Market rumors about a possible biotech buyout are usually triggered by research and marketing success. In Ariad's case, mere survival sufficed.
The Mail in the U.K.--never known as the most reliable source of market information--reports that a pair of sizable local players, GlaxoSmithKline ($GSK) and Shire ($SHPG), has been fishing for a possible deal. But it's Eli Lilly ($LLY) that appears to be the lead potential bidder, according to the market rumors, which regardless of their source pushed up the stock price ($ARIA) by 10% this morning.
The Mail somehow manages to overlook Ariad's near-death experience in recent months, with questions about safety issues surrounding their drug Iclusig (ponatinib) boiling up into a crisis and forcing the withdrawal of the leukemia drug in the U.S. The stock price slumped, the company restructured, laying off a big chunk of its workforce. And then the FDA relented, allowing a revised label that tailored the population to patients to a genetically defined group who didn't respond to anything else that's available.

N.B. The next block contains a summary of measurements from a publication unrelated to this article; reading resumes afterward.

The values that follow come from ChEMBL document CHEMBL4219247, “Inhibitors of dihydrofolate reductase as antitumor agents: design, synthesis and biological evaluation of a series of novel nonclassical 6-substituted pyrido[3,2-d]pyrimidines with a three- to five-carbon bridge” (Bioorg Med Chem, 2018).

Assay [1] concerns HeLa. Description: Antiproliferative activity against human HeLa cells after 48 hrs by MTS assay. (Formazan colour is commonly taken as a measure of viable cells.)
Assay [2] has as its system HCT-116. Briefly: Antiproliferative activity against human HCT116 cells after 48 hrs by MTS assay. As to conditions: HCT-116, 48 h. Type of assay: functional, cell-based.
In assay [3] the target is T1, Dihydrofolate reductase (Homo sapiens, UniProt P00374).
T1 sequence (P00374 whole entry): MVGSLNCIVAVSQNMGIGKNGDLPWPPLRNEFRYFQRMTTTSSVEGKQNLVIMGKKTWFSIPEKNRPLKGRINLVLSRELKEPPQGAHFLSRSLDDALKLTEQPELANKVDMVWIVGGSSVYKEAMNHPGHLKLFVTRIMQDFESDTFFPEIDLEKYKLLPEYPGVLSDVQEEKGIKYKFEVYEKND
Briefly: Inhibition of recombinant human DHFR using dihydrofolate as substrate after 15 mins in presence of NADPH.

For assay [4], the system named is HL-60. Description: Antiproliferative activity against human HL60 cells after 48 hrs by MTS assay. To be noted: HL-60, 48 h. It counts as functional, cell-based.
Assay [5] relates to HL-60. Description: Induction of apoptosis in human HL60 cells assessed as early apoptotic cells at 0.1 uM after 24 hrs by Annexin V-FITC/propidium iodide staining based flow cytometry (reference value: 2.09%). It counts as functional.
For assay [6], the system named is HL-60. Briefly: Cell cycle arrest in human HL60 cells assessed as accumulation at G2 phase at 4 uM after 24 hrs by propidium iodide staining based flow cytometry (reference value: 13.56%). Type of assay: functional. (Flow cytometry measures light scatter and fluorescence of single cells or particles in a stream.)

Ariad shares jumped a bit on the new label, though they remain far, far below the pre-October crisis highs. Its market cap sits at about $1.25 billion. That price makes the company easily obtainable, but if the rumors are even remotely true, why would Lilly--or Shire or GSK--buy it?
Lilly in particular has experienced a series of challenges on the oncology side of its R&D efforts. It has two high-profile cancer drugs in the late-stage pipeline, ramucirumab and necitumumab. Ramucirumab looks promising for stomach cancer, but flunked out for the more lucrative breast cancer indication. And while necitumumab scored a win for lung cancer, researchers have also been plagued by concerns over blood clots, the same issue that threatens to scuttle Iclusig.
Would another troubled cancer product offer significant help for a pharma giant headed into a trough year after losing control of its big franchises for Zyprexa and Cymbalta? Eli Lilly badly needs new products to flesh out a dwindling portfolio. But it hasn't done many deals, insisting that the internal pipeline could provide all the new products it needs for a turnaround.
Lilly's last significant buyout was for Amyvid, an imaging agent without a market after Medicare refused to cover its use. Any deal for Ariad would have to be very advantageous if Lilly wants to avoid a fresh round of scoffing.
- here's the story from The Mail